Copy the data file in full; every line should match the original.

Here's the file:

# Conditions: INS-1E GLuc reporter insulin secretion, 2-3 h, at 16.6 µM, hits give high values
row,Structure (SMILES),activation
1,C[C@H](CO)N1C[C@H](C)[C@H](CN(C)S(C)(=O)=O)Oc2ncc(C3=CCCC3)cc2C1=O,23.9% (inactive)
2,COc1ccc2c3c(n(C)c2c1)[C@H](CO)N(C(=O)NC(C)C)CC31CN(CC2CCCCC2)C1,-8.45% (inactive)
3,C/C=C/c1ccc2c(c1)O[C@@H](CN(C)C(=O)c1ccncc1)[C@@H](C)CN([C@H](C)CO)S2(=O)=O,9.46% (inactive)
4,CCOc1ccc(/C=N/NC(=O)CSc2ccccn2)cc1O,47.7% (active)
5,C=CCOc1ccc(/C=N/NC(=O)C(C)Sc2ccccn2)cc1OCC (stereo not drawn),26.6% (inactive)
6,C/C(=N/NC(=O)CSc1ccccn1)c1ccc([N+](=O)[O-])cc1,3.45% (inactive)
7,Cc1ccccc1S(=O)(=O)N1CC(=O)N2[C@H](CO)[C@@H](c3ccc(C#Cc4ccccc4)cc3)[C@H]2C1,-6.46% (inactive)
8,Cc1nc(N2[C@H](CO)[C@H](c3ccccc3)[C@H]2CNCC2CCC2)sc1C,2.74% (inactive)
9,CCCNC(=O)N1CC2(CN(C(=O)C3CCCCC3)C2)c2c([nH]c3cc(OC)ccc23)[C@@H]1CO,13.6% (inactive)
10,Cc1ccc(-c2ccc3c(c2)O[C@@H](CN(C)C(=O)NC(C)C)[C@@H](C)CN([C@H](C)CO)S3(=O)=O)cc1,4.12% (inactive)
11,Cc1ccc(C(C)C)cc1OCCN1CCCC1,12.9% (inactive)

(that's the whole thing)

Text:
# Conditions: INS-1E GLuc reporter insulin secretion, 2-3 h, at 16.6 µM, hits give high values
row,Structure (SMILES),activation
1,C[C@H](CO)N1C[C@H](C)[C@H](CN(C)S(C)(=O)=O)Oc2ncc(C3=CCCC3)cc2C1=O,23.9% (inactive)
2,COc1ccc2c3c(n(C)c2c1)[C@H](CO)N(C(=O)NC(C)C)CC31CN(CC2CCCCC2)C1,-8.45% (inactive)
3,C/C=C/c1ccc2c(c1)O[C@@H](CN(C)C(=O)c1ccncc1)[C@@H](C)CN([C@H](C)CO)S2(=O)=O,9.46% (inactive)
4,CCOc1ccc(/C=N/NC(=O)CSc2ccccn2)cc1O,47.7% (active)
5,C=CCOc1ccc(/C=N/NC(=O)C(C)Sc2ccccn2)cc1OCC (stereo not drawn),26.6% (inactive)
6,C/C(=N/NC(=O)CSc1ccccn1)c1ccc([N+](=O)[O-])cc1,3.45% (inactive)
7,Cc1ccccc1S(=O)(=O)N1CC(=O)N2[C@H](CO)[C@@H](c3ccc(C#Cc4ccccc4)cc3)[C@H]2C1,-6.46% (inactive)
8,Cc1nc(N2[C@H](CO)[C@H](c3ccccc3)[C@H]2CNCC2CCC2)sc1C,2.74% (inactive)
9,CCCNC(=O)N1CC2(CN(C(=O)C3CCCCC3)C2)c2c([nH]c3cc(OC)ccc23)[C@@H]1CO,13.6% (inactive)
10,Cc1ccc(-c2ccc3c(c2)O[C@@H](CN(C)C(=O)NC(C)C)[C@@H](C)CN([C@H](C)CO)S3(=O)=O)cc1,4.12% (inactive)
11,Cc1ccc(C(C)C)cc1OCCN1CCCC1,12.9% (inactive)